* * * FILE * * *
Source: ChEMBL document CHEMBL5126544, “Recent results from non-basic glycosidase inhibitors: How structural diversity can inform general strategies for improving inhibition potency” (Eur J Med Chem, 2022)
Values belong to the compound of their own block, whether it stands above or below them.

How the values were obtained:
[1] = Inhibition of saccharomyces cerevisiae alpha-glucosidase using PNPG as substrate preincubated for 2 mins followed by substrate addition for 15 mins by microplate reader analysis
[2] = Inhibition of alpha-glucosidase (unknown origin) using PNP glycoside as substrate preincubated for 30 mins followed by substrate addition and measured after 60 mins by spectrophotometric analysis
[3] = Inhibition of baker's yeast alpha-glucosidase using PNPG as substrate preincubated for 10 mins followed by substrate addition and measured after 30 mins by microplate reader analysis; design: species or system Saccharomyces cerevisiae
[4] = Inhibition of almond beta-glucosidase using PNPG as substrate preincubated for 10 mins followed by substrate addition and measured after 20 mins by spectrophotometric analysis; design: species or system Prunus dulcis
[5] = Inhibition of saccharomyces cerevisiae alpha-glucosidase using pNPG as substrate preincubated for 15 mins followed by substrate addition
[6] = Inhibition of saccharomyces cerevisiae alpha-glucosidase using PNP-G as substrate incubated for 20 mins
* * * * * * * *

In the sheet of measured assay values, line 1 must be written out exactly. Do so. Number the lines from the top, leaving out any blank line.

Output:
Source: ChEMBL document CHEMBL5126544, “Recent results from non-basic glycosidase inhibitors: How structural diversity can inform general strategies for improving inhibition potency” (Eur J Med Chem, 2022)